The Funnel of Focus
A Way to Focus a Magazine Article
by Gerald Grow
Professor of Journalism, Florida A&M University (1985-2009)
Directions: Work your way down the funnel by inventing a library-sized topic and narrowing it until you reach the size and focus of a magazine article.
Topic that would Fill a Library of Thousands of Books
Topic Big Enough to Fill an entire 600-page book
(Parental involvement in education)
Would be the topic of an ongoing magazine
Would fill a whole Issue of a magazine
(What can parents do to help their kids in school.)
Several articles in a magazine
(Several articles directed to parents helping kids in different grades.)
One article in a magazine
(How parents can help teenagers with high school.)
One article in a particular magazine
(How to set up a volunteer program to help with high school math. For a magazine read by professionals who use and value math.)
(How to organize your colleagues to start and run a volunteer program in local high school math classes. A 2000-word article with two sidebars and a resource list, directed to a magazine read by electrical engineers.
Sidebar 1: Steps.
Sidebar 2: Common problems.
Based on the story of an engineer I know who did so, with additional information from the guidance department at my old high school, two recent books on volunteers in schools, and the National Volunteers In America website resources.)
Answer the following series of questions to focus your idea from general to specific:
- What large Topic (that would Fill a Library of Hundreds or Thousands of Books) is your idea part of?
- What is a book-length version of your topic? (Look for actual published books on your topic.)
- State your topic as the theme of all the articles in a whole issue of a magazine. What magazine might publish this issue?
- State your topic as the subject of a section of a magazine that consists of several related articles. Name three magazines that might publish such a section.
- State a magazine-article-length version of your idea.
- Describe your idea as one article in a particular magazine. Recast the idea for three magazines that differ significantly from one another. Name and characterize each magazine as part of the idea.
- Magazine 1:
- Magazine 2:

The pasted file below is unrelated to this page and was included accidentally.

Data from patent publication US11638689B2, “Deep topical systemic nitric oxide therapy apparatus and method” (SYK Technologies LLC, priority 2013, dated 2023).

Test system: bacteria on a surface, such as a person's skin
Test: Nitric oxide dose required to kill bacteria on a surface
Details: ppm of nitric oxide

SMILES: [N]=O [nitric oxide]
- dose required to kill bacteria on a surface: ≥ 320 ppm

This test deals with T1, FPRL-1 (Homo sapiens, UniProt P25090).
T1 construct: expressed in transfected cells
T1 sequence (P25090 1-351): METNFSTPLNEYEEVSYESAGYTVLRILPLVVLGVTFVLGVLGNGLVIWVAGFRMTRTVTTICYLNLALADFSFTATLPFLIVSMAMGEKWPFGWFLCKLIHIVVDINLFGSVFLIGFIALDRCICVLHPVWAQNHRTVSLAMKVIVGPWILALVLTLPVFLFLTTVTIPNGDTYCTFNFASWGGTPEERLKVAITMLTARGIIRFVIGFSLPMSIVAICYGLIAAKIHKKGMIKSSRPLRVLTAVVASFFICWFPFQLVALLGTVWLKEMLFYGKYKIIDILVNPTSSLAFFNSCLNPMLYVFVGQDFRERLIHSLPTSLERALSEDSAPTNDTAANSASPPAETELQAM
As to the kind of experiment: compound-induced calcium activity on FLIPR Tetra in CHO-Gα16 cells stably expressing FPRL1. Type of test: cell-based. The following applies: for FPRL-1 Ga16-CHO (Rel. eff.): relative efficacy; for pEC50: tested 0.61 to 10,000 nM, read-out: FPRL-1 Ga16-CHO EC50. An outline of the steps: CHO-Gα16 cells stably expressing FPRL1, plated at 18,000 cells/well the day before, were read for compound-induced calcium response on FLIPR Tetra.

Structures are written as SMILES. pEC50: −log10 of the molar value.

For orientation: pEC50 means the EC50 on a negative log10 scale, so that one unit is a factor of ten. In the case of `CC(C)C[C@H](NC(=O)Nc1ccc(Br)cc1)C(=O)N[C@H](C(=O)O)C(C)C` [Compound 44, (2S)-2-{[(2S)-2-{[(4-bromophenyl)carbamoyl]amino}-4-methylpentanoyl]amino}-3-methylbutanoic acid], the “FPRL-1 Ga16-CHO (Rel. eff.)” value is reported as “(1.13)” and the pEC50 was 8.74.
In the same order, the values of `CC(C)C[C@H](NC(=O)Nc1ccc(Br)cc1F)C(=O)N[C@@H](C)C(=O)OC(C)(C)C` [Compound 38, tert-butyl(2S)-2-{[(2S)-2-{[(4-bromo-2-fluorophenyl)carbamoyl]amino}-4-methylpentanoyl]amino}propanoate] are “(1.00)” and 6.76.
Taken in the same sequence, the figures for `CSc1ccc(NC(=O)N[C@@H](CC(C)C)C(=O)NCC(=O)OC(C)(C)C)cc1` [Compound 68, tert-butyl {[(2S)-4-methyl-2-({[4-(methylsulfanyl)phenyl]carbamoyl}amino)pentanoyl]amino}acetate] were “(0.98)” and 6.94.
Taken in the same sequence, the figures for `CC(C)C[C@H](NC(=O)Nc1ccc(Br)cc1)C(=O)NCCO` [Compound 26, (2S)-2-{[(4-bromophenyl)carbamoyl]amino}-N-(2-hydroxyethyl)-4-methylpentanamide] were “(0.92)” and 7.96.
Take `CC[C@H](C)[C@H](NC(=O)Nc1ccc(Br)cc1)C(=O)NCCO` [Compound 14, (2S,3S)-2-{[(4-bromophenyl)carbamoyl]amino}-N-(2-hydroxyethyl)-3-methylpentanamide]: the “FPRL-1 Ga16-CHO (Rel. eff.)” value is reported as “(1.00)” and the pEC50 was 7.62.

- Magazine 3:
- Describe your idea as one article. State a version of the idea that could be completed satisfactorily in the space of one magazine article. Give the length you think it would require.
- Describe your idea as one article directed to a particular audience. Working from your answer to the previous question, now describe in more detail the characteristics of the magazine and its audience.
- Describe your final idea:
- type of article (How To, Profile, etc.)
- its focussed topic and length
- specific magazine it is targeted to
- characteristics of readers of that magazine
- how you will develop the idea
- resources you will use to do so, and how you will obtain them and complete the article within the time available
- extras–sidebars, photos, illustrations, celebrities
Topics from Small to Large
Your assignment now is to carry out the same exercise in reverse.
Come up with a series of ideas that are not large enough to fill a 1500-word magazine article (at least, not without a vast amount of empty invention). Then work slowly up to larger and larger concepts, till you reach a concept the size of a magazine article idea.
Devise the following:
- a topic that can be covered by one word.
- a topic that can be covered in a sentence.
- a topic that can be covered in a sidebar.
- a topic that can be covered in a bullet list of no more than 10 items.
- a topic that can be covered in one or two pictures with captions.
- a topic that can be covered in a small infographic.
- a topic that can be covered in a paragraph.
- a topic that can be covered in a passage of a few paragraphs.
- a topic that can be covered in a page.
- a topic that can be covered in around 500 words.
- a topic that can be covered in around 1000 words.